Bangladesh has recently been rocked by several international human trafficking scandals, one of them involving a lawmaker trafficking individuals to Kuwait. Another involves a network illegally sending workers to Vietnam with the false promise of well-paid jobs. Then there was the unfortunate revenge killing of 26 victims of human trafficking from Bangladesh in the Libyan town of Mizda, by the family of a trafficker. These incidents have, once again, brought to the fore Bangladesh's struggles with human trafficking.
The US State Department's 2020 Trafficking in Persons (TIP) report, which promoted Bangladesh to Tier 2 from Tier 2 Watch List, also referenced the Kuwait scandal, stating "a Bangladeshi parliamentarian bribed Kuwaiti officials to bring more than 20,000 Bangladeshi migrant workers abroad on work visas that stipulated a different job and lower salaries than their contracts, and the parliamentarian then paid the workers the lesser wages or not at all." As per reports, officials from both countries were involved in this profitable arrangement. Gulf News reported that during interrogation, "Islam [Mohammad Shahid Islam] reportedly confessed to have provided 1.1 million dinars by cheque to an official at the Ministry of Interior, one million dinars in cash to another official, in addition to 'bags' of millions of dinars in cash to a third official."
And then there are those myriad cases this writer had mentioned in previous columns about the trafficking of Rohingya refugees to Malaysia. As recently as July 27, 2020, Malaysian authorities found 26 Rohingya refugees hiding in an islet near Langkawi. They had apparently travelled from Bangladesh in a mother boat along with hundreds of other Rohingya refugees, and were later transferred to a small boat so that they could discreetly enter Malaysia, reported Al Jazeera.
Driven by poverty, climate change, limited income-generating opportunities, and lack of access to finance, among many other factors, thousands of people every year undertake desperate journeys in search of a better life and livelihood. And these conditions enable the traffickers to dupe helpless people into trafficking through their sinister tactics.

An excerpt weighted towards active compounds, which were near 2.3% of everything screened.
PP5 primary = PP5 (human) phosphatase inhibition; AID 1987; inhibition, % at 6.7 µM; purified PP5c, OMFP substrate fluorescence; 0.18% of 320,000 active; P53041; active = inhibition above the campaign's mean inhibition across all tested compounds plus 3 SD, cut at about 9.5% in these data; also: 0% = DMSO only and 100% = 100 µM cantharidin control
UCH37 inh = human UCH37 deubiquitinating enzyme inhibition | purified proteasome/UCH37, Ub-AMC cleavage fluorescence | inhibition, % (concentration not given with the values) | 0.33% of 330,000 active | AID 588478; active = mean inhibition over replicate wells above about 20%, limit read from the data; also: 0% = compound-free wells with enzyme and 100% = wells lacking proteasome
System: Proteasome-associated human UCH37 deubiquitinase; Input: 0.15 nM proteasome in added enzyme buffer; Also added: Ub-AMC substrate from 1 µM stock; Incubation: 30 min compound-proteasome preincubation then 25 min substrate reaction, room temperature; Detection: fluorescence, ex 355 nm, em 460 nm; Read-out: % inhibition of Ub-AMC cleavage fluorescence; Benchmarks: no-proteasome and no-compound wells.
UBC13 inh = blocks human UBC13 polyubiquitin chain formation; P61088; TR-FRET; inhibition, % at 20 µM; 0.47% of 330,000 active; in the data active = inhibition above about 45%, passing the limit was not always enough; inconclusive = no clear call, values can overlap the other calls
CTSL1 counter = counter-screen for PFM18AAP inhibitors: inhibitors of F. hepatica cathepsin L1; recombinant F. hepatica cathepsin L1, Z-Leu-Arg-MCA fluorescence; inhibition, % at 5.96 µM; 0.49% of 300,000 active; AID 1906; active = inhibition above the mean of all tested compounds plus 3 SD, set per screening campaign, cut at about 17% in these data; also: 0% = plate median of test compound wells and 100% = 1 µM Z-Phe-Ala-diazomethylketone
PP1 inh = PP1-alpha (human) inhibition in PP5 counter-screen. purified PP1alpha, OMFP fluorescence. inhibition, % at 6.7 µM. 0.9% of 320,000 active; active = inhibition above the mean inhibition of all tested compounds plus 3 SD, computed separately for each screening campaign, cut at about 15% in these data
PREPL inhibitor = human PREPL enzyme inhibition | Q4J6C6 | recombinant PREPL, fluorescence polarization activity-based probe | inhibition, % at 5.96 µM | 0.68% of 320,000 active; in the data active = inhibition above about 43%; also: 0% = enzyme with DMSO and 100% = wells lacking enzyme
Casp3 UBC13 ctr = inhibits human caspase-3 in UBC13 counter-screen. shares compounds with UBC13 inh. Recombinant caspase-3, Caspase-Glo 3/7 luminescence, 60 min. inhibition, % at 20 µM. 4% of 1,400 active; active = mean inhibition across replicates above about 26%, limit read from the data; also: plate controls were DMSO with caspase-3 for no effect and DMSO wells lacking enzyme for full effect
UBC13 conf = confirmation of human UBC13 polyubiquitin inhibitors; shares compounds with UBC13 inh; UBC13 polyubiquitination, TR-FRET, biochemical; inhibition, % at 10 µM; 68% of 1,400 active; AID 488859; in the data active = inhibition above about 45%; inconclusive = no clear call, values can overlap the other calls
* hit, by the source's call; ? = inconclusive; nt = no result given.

While trafficking in persons had been a concern in the pre-Covid-19 era, the pandemic has made the situation worse for the country. "The global restrictions on movement, to curb the spread of Covid-19, are posing new challenges to migrants, forcibly displaced populations and refugees. We fear an increase in trafficking and smuggling across borders in several countries, as the global economic downturn is making these migrants more vulnerable and they are exposed to increased risk of exploitation and abuse," said Giorgi Gigauri, IOM Chief of Mission and UN Migration Network Coordinator in Bangladesh, while commenting on this issue.
With the changing circumstances, the behaviour of traffickers is also taking new shape. In a recent report by Interpol, its Secretary General Jürgen Stock addressed this issue, "We see misinformation being used by human traffickers to convince desperate people to use their services, and at an even higher personal and financial cost because of increased difficulties in completing a journey due to travel restrictions. It is essential that law enforcement continues to cooperate and communicate internationally to maintain our vital work in protecting desperate men, women and children from potentially becoming victims of human slavery."